Lives Too Valuable to Be Risked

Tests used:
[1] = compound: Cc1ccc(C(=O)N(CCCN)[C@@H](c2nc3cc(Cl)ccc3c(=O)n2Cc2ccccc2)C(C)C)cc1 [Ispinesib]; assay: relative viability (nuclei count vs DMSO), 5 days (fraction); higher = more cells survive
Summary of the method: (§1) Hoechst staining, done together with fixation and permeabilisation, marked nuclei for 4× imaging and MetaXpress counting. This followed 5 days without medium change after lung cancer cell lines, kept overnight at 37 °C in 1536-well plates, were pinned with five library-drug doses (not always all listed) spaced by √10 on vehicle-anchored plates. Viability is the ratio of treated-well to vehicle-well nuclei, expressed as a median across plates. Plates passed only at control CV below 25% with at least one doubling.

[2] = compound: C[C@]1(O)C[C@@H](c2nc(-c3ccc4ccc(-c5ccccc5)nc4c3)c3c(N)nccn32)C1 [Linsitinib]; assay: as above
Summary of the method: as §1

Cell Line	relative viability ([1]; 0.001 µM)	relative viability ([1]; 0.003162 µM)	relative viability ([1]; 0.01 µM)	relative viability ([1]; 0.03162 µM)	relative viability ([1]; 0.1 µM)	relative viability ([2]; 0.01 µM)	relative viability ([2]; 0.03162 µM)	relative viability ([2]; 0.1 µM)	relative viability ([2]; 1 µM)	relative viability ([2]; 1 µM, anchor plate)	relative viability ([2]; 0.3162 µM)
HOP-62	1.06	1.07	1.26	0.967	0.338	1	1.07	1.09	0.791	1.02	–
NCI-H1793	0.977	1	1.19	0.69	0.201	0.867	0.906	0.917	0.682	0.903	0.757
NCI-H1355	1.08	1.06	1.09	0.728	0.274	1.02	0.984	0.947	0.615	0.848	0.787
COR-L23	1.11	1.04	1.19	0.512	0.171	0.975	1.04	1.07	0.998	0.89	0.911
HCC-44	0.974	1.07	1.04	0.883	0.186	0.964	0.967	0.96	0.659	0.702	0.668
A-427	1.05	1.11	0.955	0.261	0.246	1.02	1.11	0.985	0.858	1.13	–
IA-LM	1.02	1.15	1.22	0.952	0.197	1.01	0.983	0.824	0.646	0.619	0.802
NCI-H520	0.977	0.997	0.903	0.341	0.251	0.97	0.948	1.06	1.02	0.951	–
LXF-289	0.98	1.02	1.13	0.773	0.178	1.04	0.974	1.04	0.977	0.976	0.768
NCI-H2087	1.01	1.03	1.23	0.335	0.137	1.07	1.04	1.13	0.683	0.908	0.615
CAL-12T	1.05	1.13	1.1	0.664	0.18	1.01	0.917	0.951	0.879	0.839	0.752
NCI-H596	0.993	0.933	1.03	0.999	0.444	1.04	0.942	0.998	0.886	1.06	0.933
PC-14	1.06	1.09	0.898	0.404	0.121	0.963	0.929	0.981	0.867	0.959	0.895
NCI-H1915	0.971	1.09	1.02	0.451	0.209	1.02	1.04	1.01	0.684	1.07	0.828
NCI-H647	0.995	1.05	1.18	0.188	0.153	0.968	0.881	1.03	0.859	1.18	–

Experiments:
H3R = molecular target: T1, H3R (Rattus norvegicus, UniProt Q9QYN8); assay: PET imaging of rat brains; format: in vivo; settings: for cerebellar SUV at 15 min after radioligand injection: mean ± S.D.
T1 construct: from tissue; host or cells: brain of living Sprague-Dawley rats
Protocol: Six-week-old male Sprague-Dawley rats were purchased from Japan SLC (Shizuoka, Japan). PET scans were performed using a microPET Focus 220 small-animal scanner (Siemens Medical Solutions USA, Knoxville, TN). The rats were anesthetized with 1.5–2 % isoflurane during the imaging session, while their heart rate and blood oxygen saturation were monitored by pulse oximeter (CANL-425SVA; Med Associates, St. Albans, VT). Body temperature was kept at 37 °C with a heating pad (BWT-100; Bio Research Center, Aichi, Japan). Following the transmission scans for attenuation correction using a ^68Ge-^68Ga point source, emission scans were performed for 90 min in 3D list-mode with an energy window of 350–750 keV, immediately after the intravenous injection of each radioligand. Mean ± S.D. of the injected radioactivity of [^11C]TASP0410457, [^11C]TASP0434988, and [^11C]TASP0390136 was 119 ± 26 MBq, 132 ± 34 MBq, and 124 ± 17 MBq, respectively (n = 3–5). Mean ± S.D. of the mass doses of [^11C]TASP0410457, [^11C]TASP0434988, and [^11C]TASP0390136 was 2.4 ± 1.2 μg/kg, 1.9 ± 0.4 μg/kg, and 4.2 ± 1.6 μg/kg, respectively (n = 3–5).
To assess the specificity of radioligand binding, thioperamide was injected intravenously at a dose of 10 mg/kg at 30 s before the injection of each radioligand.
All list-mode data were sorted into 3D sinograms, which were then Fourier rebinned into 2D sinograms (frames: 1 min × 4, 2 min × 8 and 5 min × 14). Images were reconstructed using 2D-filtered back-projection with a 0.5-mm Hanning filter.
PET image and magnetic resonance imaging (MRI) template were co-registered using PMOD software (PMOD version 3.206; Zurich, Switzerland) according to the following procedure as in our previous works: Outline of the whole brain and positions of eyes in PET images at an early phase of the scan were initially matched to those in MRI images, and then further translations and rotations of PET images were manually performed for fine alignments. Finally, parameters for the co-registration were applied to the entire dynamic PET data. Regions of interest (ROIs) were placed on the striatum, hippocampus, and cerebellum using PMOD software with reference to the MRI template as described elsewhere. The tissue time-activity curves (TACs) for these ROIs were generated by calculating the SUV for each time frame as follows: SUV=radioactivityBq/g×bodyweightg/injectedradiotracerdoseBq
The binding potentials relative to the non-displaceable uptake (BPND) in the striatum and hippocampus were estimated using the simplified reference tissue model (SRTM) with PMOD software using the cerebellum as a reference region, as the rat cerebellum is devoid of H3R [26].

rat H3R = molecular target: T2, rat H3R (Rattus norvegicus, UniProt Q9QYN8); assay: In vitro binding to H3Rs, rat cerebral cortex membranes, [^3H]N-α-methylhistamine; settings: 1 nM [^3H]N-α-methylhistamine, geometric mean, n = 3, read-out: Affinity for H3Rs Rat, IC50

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By Wiliam J. Mbangula OSHAKATI Namibia is one of the countries in Africa with the fastest-growing antiretroviral therapy programme. So far, the government has distributed this life-prolonging therapy to 35 hospitals throughout the country. And very soon such services should be extended to clinics and health centres once the people with the required skills are available. The Minister of Health and Social Services, Dr Richard Kamwi, announced this when he opened the first-ever national conference on people living with HIV/Aids at Ongwediva last Thursday. The conference, facilitated by Lironga Eparu, started on November 28 and was attended by close to 400 participants from all over the country. “Although persons living with HIV can live fully productive lives, it is clear that this becomes increasingly difficult once the immune system is severely affected by HIV. However, with the increased availability of ARV drugs, new options to reduce the impact of HIV/Aids have become available. “Besides prevention of mother-to-child transmission (PMTCT) treatment to prevent accidental infection of health workers and rape survivors, we are offering highly active antiretroviral therapy for persons with advanced HIV infections in all 13 regions of Namibia,” he said. Currently, there are close to 27ÃÆ’Æ‘ÀÃ…ÃÆ”šÃ‚ 000 of the 58ÃÆ’Æ‘ÀÃ…ÃÆ”šÃ‚ 000 Namibians living with HIV/Aids who are receiving treatment in public health facilities, while 8ÃÆ’Æ‘ÀÃ…ÃÆ”šÃ‚ 000 are receiving such treatment in private institutions. Namibia has close to 230ÃÆ’Æ‘ÀÃ…ÃÆ”šÃ‚ 000 cases of people living with HIV/Aids. For this reason, and many others, the minister directed that no one should be denied access to medical facilities if they do not have the N$10 to pay for the services. Although he acknowledged the importance of paying such fees, he explained that the lives of people are too valuable to be risked only because they cannot afford such fees.